Following the breakup of Blind Faith in late 1969, Steve Winwood began work on what was to be his first solo LP. After completing one track on which he played all the instruments himself, Winwood decided to ask former Traffic drummer Jim Capaldi to help him out with the project. After the second track was completed, Winwood invited yet another former Traffic member, Chris Wood, to add woodwinds. It soon became obvious that what they were working on was, in fact, a new Traffic album, which came to be called John Barleycorn Must Die. In addition to the blues/R&B tinged rock that the group was already well known for, the new album incorporated elements from traditional British folk music, which was enjoying a renaissance thanks to groups such as Fairport Convention and the Pentangle. The best example of this new direction was the title track of the album itself, which traces its origins back to the days when England was more agrarian in nature.
Source: LP: The Pentangle
Once in a while an album comes along that is so consistently good that it's impossible to single out one specific track for airplay. Such is the case with the debut Pentangle album from 1968. The group combined the talents of guitarists John Renbourne and Bert Jansch, who were both already well-established among the British coffee-house crowd, as was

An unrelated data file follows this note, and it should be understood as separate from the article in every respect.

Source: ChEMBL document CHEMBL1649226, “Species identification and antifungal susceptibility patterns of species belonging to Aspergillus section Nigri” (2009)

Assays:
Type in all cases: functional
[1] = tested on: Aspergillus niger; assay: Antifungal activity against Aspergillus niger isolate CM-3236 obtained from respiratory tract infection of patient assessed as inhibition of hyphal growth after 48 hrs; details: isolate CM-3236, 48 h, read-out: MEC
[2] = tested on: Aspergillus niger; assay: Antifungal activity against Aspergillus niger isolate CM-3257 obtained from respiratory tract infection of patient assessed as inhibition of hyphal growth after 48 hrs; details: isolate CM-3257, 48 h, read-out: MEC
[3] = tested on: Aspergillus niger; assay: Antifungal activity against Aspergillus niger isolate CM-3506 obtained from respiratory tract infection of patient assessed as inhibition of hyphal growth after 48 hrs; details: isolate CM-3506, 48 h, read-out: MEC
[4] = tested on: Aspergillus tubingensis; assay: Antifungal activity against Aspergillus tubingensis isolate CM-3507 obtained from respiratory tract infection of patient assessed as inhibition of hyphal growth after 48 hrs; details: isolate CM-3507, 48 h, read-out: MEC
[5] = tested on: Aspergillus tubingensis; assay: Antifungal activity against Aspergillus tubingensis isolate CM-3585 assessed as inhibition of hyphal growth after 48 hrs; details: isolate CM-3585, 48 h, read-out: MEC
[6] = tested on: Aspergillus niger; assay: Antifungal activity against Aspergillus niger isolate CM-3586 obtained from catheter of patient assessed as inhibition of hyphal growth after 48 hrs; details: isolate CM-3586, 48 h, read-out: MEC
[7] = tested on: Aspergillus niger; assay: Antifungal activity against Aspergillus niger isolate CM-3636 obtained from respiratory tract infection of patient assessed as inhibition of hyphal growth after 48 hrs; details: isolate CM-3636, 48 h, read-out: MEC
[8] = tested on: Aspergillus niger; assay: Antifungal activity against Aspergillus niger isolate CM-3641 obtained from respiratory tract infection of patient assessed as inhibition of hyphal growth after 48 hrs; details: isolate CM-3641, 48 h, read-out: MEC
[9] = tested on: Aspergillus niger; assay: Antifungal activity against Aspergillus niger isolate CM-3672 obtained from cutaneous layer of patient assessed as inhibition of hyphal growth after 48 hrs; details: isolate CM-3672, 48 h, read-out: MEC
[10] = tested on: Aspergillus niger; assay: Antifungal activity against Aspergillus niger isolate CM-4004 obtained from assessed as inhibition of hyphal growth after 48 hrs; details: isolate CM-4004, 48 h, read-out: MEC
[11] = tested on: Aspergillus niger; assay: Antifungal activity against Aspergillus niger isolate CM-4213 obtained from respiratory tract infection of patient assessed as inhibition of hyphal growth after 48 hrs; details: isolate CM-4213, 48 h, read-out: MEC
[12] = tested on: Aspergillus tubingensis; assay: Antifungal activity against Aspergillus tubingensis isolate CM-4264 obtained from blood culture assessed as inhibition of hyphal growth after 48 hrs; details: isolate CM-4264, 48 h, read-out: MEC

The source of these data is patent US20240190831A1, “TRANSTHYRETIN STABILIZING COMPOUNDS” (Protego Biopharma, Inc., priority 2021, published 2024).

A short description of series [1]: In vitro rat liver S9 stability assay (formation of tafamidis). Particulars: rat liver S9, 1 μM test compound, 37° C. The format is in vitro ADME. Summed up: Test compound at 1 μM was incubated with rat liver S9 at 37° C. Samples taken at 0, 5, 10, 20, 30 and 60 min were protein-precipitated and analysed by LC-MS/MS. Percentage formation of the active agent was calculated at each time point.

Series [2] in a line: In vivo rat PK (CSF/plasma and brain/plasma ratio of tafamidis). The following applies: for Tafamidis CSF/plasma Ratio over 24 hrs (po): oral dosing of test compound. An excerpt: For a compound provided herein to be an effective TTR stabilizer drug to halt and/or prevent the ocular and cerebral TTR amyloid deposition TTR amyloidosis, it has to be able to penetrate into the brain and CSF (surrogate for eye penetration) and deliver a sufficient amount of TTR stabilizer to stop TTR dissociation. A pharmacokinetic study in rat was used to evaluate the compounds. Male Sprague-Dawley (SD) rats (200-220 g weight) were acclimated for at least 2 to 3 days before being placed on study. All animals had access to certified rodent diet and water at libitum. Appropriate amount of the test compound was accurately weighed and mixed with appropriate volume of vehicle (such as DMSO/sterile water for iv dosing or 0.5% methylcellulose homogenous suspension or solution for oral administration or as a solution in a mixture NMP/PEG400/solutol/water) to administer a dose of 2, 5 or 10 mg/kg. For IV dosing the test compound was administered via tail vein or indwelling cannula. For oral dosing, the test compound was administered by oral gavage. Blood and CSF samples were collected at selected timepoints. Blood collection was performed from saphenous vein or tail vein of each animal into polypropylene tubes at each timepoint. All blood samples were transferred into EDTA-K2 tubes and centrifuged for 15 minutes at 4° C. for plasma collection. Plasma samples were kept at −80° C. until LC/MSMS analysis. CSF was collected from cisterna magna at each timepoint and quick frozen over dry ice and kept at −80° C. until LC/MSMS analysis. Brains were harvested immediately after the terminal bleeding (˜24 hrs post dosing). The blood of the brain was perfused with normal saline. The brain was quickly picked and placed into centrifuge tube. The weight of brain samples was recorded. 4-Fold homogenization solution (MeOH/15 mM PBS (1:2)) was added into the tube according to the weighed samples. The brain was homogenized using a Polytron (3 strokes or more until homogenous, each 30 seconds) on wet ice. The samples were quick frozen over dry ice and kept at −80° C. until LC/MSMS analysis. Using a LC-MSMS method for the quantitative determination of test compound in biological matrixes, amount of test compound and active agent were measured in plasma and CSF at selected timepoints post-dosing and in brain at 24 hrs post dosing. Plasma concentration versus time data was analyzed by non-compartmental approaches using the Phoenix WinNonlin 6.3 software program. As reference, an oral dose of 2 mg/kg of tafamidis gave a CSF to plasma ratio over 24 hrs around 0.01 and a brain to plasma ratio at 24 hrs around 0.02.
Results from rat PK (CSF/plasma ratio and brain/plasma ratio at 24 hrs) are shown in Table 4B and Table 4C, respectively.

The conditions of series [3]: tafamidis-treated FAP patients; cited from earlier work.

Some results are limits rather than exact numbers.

vocalist Jacqui McShea. They were joined by bassist Terry Cox and drummer Danny Thompson, both of whom came from a jazz background. As a group, the Pentangle had more talent than nearly any band in history from any genre, yet never succumbed to the clash of egos that characterize most supergroups. Enjoy all seven minutes of Pentangling from their 1968 debut LP.
Title: The Fountain Of Salmacis
Source: Canadian import CD: Nursery Cryme
Label: Atlantic (original label: Charisma)
Genesis' original guitarist, Anthony Phillips, left the group following their second LP, Trespass, in 1970. This almost caused the band to break up, but ultimately resulted in a revised lineup consisting of Peter Gabriel (vocals), Tony Banks (keyboards), and Mike Rutherford (bass), along with new members Steve Hackett (guitar) and Phil Collins (drums). Early in 1971 the five got to work on a new album, which eventually came to be called Nursery Cryme. Although the album was not a huge seller in their native England, it found enough of a following in European nations such as Belgium to allow the band to continue on. The Fountain Of Salmacis, the album's closing track, was inspired by the story of a water nymph who becomes a hermaphodite after bathing in cursed water (hey, blame the ancient Greeks for that story).